Takayasu's arteritis (tah-kah-YAH-sooz ahr-tuh-RIE-tis) is a rare type of vasculitis, a group of disorders that cause blood vessel inflammation. In Takayasu's arteritis, the inflammation damages the aorta â the large artery that carries blood from your heart to the rest of your body â and its main branches.
The disease can lead to blockages or narrowed arteries (stenosis) or abnormally dilated arteries (aneurysms). Takayasu's arteritis can also lead to arm or chest pain and high blood pressure and eventually to heart failure or stroke.
If you don't have symptoms, you may not need treatment. Or you may need medications to control the inflammation in the arteries and prevent complications. But even with treatment, relapses are common.
The signs and symptoms of Takayasu's arteritis often occur in two stages.
In the first stage, you're likely to feel unwell with:
Not everyone has these early signs and symptoms. It's possible for inflammation to damage arteries for years before you realize something is wrong.
During the second stage, inflammation is causing arteries to narrow so less blood, oxygen and nutrients reach your organs and tissues. Stage 2 signs and symptoms may include:
Seek immediate medical attention for shortness of breath, chest pain or signs of a stroke.
Make an appointment with your doctor if you have other signs or symptoms that worry you. Early detection of Takayasu's arteritis is key to getting effective treatment.
If you've already been diagnosed with Takayasu's arteritis, keep in mind that the symptoms of a disease flare (recurrence) are often similar to those that occurred originally. Also pay attention to any new signs or symptoms. These may indicate either a recurrence or a complication of treatment.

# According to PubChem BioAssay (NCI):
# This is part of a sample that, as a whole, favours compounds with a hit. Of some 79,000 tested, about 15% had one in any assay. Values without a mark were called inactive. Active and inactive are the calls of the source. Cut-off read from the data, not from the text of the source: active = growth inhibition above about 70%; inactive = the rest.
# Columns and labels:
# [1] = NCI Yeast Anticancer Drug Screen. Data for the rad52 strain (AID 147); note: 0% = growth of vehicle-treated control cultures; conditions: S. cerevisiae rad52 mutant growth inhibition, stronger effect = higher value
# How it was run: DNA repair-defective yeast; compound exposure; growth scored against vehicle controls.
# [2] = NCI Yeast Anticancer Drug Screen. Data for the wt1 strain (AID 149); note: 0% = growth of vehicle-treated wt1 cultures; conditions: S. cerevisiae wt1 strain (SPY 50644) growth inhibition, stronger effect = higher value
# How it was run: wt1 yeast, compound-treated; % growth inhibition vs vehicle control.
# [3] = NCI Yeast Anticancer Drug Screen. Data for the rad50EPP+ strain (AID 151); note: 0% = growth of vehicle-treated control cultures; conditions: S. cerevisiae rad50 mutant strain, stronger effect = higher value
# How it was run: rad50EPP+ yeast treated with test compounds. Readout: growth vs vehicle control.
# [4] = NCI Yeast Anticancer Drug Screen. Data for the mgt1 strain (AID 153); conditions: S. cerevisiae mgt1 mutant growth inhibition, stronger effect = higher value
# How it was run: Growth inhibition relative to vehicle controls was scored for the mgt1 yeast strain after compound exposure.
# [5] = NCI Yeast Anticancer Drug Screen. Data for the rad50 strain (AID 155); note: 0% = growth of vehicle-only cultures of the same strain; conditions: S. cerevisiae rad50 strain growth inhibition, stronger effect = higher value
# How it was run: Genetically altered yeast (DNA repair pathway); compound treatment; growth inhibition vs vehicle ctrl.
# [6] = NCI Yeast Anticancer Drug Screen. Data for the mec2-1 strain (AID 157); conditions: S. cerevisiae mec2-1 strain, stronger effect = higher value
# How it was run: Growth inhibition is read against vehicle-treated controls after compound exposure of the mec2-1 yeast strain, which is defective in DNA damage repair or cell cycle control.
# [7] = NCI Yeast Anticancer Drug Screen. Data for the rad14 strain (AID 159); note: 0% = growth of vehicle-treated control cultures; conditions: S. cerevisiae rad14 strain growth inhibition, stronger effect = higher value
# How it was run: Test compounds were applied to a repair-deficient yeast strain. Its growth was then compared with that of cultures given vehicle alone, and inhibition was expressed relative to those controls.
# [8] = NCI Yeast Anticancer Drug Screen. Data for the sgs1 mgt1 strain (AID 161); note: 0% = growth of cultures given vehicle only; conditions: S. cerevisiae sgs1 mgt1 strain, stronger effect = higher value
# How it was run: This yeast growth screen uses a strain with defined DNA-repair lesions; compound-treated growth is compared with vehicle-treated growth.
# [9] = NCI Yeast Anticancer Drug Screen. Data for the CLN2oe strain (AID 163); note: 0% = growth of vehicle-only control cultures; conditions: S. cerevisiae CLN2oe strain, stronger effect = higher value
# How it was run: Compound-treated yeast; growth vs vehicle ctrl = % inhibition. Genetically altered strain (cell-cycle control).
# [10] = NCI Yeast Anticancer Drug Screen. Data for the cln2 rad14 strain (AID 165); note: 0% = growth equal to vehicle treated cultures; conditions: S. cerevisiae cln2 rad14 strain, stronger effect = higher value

With Takayasu's arteritis, the aorta and other major arteries, including those leading to your head and kidneys, become inflamed. Over time the inflammation causes changes in these arteries, including thickening, narrowing and scarring.
No one knows exactly what causes the initial inflammation in Takayasu's arteritis. It's likely that the condition is an autoimmune disease in which your immune system attacks your own arteries by mistake. The disease may be triggered by a virus or other infection.
Your doctor will ask you about your signs and symptoms, conduct a physical exam, and take your medical history. He or she may also have you undergo some of the following tests and procedures to help rule out other conditions that resemble Takayasu's arteritis and to confirm the diagnosis. Some of these tests may also be used to check on your progress during treatment.
Unlike other types of vasculitis, Takayasu's arteritis is not usually diagnosed by the removal and analysis of tissue (biopsy).
With Takayasu's arteritis, extended or recurring cycles of inflammation and healing in the arteries might lead to one or more of the following complications:
A healthy pregnancy is possible for women with Takayasu's arteritis. But the disease and drugs used to treat it can affect your fertility and pregnancy. If you have Takayasu's arteritis and are planning on becoming pregnant, work with your doctor to develop a plan to limit complications of pregnancy before you conceive. And during your pregnancy see your doctor regularly for checkups.
One of the greatest challenges of living with Takayasu's arteritis may be coping with side effects of your medication. The following suggestions may help:
Eat a healthy diet. Eating well can help prevent potential problems that can result from your condition and medications, such as high blood pressure, thinning bones and diabetes. Emphasize fresh fruits and vegetables, whole grains, and lean meats and fish, while limiting salt, sugar and alcohol.
If you're taking a corticosteroid drug, ask your doctor if you need to take a vitamin D or calcium supplement.
Takayasu's arteritis primarily affects girls and women between the ages of 10 and 40. The disorder occurs worldwide, but it's most common in Asia. Sometimes the condition runs in families.